Writing for the Times Red Box, Prof Rebecca Willis reflects on the need for conservative politicians to find a “narrative about climate strategy that fits with their aspirations for the country”. Willis notes: “In the US and Australia, the right’s answer is often simple, and devastating: oppose all climate action. In the UK, thankfully, we have a more nuanced problem.” This, she argues, is that: “Individual policies will founder unless it is clear how they fit into a wider vision.” She goes on to suggest potential right-wing narratives for climate policy of “market-shaping”, “devolution” and “aspiration”.
A new paper aims to constrain projections of future warming in the sixth Coupled Model Intercomparison Project (CMIP6) by using observations of current warming. The “observationally constrained” CMIP6 median warming in “high emissions” (RCP8.5) and “ambitious mitigation” (RCP2.6) scenarios is around 16% and 14% lower by 2050, respectively, compared to the raw CMIP6 median, the study says, and around 14% and 8% lower by 2090. The authors conclude: “Observationally constrained CMIP6 warming is consistent with previous assessments based on CMIP5 models, and in an ambitious mitigation scenario, the likely range is consistent with reaching the Paris Agreement target.”
Using an online survey in Germany, a new study investigates “for the very first time” to what extent citizens in industrialised societies are willing to accept climate change migrants. The findings “show that climate change migrants receive high support levels comparable with those enjoyed by political refugees (migrants who need special protection) and that contrast with attitudes towards economic migrants (who are often not seen as in need of special protection)”. The researchers also note that “people are more likely to accept justifications for taking climate change migrants when they realise that the expected number of migrants is relatively low”.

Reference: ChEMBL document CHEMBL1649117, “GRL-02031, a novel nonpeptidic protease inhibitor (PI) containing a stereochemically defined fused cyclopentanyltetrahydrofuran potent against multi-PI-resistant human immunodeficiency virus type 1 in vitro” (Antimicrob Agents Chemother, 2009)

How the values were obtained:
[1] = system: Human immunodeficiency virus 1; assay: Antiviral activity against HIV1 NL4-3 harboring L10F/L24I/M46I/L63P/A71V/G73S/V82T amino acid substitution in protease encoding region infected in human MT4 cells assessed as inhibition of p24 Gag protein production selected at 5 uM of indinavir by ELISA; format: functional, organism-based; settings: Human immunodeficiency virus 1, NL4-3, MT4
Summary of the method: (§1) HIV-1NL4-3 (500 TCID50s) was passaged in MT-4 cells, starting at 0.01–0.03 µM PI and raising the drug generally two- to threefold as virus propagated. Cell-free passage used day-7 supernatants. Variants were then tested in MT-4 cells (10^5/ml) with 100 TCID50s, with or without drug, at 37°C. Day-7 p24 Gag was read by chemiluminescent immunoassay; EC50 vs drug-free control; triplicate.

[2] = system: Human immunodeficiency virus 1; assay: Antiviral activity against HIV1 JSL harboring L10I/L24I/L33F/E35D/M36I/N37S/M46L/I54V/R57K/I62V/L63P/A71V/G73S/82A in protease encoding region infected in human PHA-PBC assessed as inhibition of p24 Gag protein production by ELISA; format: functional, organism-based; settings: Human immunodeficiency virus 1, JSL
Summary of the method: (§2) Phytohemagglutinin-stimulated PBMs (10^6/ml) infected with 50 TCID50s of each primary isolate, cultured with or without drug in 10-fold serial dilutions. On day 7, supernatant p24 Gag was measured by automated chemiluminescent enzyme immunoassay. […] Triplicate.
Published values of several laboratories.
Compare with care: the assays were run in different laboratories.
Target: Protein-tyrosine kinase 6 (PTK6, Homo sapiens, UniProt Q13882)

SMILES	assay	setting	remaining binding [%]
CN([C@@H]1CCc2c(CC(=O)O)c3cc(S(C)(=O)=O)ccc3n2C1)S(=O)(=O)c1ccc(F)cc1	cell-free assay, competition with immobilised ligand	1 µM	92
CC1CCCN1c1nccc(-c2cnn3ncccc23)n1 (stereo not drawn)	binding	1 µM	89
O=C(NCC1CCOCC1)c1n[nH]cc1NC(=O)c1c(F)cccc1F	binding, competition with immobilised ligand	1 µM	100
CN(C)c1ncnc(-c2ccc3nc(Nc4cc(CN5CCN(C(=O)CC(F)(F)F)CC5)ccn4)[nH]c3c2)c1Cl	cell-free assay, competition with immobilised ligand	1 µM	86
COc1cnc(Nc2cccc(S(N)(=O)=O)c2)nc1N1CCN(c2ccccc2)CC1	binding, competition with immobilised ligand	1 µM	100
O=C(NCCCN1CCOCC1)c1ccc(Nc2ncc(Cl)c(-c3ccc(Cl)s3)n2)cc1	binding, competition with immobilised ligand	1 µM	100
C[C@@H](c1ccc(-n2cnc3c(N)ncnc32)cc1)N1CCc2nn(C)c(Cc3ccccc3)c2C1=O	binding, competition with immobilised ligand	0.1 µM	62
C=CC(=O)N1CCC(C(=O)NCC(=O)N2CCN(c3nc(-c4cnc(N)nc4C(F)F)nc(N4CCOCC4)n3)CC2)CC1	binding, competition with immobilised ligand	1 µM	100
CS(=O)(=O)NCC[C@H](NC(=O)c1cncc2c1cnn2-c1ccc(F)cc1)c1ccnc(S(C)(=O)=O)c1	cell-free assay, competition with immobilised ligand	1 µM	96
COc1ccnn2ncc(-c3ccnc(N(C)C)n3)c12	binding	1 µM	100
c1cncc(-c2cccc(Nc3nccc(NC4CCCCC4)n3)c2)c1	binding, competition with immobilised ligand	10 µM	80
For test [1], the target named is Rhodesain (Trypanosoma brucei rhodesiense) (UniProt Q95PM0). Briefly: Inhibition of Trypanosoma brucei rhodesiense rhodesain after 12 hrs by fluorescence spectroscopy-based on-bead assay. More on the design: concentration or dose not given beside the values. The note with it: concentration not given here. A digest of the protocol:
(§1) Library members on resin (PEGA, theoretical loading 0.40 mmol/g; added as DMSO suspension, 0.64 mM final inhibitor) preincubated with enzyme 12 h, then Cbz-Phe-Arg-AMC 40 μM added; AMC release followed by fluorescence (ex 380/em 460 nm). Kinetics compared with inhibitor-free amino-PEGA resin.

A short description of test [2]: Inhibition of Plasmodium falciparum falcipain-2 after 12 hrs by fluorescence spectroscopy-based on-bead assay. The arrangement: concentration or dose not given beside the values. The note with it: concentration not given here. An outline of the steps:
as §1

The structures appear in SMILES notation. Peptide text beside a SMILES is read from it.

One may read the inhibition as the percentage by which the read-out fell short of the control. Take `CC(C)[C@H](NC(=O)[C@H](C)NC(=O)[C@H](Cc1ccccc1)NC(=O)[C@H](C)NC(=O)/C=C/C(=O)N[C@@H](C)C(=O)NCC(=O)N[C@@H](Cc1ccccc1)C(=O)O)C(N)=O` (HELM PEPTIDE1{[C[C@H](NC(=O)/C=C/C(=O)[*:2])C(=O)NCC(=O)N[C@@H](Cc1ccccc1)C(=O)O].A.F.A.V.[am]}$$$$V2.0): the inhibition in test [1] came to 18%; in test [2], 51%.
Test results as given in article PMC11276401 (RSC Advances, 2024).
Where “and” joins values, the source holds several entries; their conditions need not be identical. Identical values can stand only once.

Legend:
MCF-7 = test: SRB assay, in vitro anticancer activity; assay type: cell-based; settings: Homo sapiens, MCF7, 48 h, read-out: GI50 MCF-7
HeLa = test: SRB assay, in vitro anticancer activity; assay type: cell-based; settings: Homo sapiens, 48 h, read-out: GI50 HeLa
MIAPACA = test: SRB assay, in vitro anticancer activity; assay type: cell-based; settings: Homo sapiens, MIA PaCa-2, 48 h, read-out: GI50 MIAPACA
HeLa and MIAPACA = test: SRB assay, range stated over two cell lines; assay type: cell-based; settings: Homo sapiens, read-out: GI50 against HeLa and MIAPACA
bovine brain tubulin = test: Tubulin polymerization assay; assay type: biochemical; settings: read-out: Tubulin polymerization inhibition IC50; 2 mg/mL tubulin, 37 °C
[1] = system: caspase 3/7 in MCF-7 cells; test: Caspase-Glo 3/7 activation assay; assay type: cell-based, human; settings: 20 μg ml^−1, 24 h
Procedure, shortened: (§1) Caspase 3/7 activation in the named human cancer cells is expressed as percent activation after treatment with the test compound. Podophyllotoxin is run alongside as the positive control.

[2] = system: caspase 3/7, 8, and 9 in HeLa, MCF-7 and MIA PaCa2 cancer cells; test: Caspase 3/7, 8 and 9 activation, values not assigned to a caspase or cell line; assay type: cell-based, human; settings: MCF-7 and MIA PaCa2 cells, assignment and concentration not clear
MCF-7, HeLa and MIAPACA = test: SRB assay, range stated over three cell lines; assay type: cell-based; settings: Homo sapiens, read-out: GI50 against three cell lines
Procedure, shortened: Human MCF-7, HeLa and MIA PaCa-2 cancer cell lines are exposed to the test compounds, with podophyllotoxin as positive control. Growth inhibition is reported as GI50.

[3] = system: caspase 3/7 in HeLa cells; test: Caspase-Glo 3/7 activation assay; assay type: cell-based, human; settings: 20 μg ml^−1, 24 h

Previously published attribution studies, which estimate the likely contribution of human-caused climate change to extreme weather events, “frequently underestimate” the influence of global warming, new research suggests. Presenting a framework for independent verification of attribution studies, the author says the underestimation “is particularly pronounced for hot and wet events, with greater uncertainty for dry events”. The discrepancies are most explained by increases in climate forcing between the “attribution period” – 1961-2005 – and the “verification period” – 2006-17, the author says. This suggests that “21st-century global warming has substantially increased the probability of unprecedented hot and wet events”, the study concludes.